Flash Fiction: Tinsel, Lights, and Spirits

Before I dive in: I want to thank everyone who liked my facebook page today. It was the strongest growth in a day since I started the thing. Virtual high five, everyone.

Now, to the task at hand. Chuck Wendig put forth yet another intriguing flash fiction challenge: to write a horror story that is holiday themed in 2,000 words or less.

My first inclination was to write about the Elf on a Shelf, because that thing is creepy as hell (side note: all dolls are, but that’s a different post). But that was too easy. I’m not sure the end result is horrifying. I’ll leave you to decide.

Tinsel, Lights, and Spirits

christmas tree

“Okay, are you set?” I hold the saw against the tree trunk, ready to begin cutting.

“Yeah. Do it,” my wife says from the other side of the full pine. I can’t even see her boots through the thick branches.

I cut through the trunk, freeing the tree from it’s earthy anchor. Rebecca holds onto it, keeping it from falling to the ground. I grab the base, and we lift the tree parallel to the ground and trudge through the ankle-deep snow towards the truck.

“There. Now was that so bad?” I ask Rebecca. She’d reluctantly come with me to the forest to cut our Christmas tree; her plan was to buy a fake one at the craft store.

“I can’t feel my toes.”

I chuckle. “When we get back, we’ll turn on the heat full blast. Deal?”

She twists around and smirks at me. A strand of her black hair hangs out of her hat and brushes against her cheek. “I think you’re literally talking about turning on heat this time.”

I laugh again. I would argue with her, but she’s right. I’d made a point of enjoying as much of our new marriage as I possibly could. Any guy would, if he were married to someone so enchanting.

We get back to the truck and put the tree into the bed at an angle. It fits, but barely. Climbing into the cab, Rebecca cranks up the heat as soon as I have the engine started.

As we drive home, the tree branches scratch at the window behind our heads.

“Maybe we should have kept it away from the window,” Rebecca says.

“I thought we did.” At a red light, I twist around. The branches cover most of the window, something I would have noticed in the rear-view mirror had it not broken off a few weeks ago. “I don’t know. If I cared about the tree scratching the truck, I would have put a tarp under it. This isn’t exactly a luxury vehicle.”

Though we’re stopped, the scratching continues.

“Must be windy,” I say.

Back at the house, I quickly set up the tree stand and place our find into it. I’d been dying to get a tree from the forest since we moved to Montana; our previous Los Angeles home didn’t offer such luxuries. When I was a kid, my dad took us out every year to cut down our own tree. Continuing the tradition seemed obvious to me, once I learned my job was moving us to a mountainous state.

I tighten the screws that secure the tree into the stand, moving from one screw to the next until the tree is straight. I turn each screw one more time to make sure the tree is secure, and something scratches the back of my neck.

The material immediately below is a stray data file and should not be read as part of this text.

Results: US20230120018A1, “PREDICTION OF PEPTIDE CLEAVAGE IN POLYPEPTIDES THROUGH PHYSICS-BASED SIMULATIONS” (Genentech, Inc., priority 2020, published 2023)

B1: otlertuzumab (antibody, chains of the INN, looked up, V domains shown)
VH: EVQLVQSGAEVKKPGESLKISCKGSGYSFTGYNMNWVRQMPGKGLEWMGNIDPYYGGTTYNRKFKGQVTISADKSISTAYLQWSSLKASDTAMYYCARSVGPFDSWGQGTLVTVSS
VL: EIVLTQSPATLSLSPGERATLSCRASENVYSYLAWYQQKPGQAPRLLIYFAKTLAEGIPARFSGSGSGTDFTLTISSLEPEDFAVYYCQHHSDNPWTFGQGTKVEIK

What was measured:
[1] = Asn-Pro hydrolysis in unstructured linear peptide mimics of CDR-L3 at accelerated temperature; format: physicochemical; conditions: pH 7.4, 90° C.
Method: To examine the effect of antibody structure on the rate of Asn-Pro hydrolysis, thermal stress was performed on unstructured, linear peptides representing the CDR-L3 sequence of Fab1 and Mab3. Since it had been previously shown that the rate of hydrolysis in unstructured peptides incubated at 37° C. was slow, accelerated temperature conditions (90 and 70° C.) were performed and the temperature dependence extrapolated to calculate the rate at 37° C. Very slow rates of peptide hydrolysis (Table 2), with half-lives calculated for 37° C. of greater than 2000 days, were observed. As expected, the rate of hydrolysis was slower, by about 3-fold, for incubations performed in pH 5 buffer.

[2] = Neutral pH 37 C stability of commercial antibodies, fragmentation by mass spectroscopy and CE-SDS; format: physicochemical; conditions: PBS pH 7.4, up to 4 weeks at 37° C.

“Hey!” I bat at it, expecting to make contact with Rebecca. She likes to sneak up behind me and mess with me. But my hand only meets a tree branch.

I turn around. Rebecca isn’t in the room.

I run my hand over the back of my neck, still feeling the scratch and checking for blood.

Rebecca opens the door to the garage and joins me in the family room. She’s holding a large cardboard box, almost too big for her to carry.

She plops the box on the ground and digs through it. Without looking up, she hands me the items she finds. Ornaments. Packages of tinsel. A strand of tangled lights. I have to set the things on the couch when they become too many to hold.

We spend the evening decorating, and when we finish, we turn off the room lights to admire our work.

I take Rebecca in my arms, glancing at her before gazing back at the tree. “So what do you think? Was it worth it?”

She elbows me. “Yeah. The forest wasn’t so bad.” She twists around to look up at me, and my lips find hers. We end up on the floor, celebrating our new marriage and our first Christmas tree outing at the same time.

****

“Ow! What the hell?”

Rebecca’s voice pulls me from my sleep. I lift onto my elbow, looking over her and towards the tree. We’d fallen asleep in the blankets we’d set on the floor; now, the morning sun spill through the window.

She’s reaching and twisting around, like she’s trying to see her naked back.

I put my hand on her arm. “Turn over.”

She does, and I gasp.

Long, inflamed scratches run from her shoulder to her hip. The one in the middle is especially pronounced. They are fresh, bleeding.

“What happened to you?” I touch the sides of the scratches, trying to believe what I’m seeing. What would do this?

“I think it was the tree.”

I scowl. “That’s kind of ridiculous, don’t you think?” I stand up and walk to the bathroom. “I’ll get something to clean those up.”

“All right, so what do you think caused them?” she shouts to me as I wet a washcloth.

I don’t have an answer.

During that day, Rebecca seems reluctant to go into the family room and when she does, she sticks to the far wall, far from the tree.

I can’t help but chuckle. “Don’t you think you’re being silly? We were naked under the thing. You probably just scooted against the branches.”

“The scratches still sting.”

I shake my head.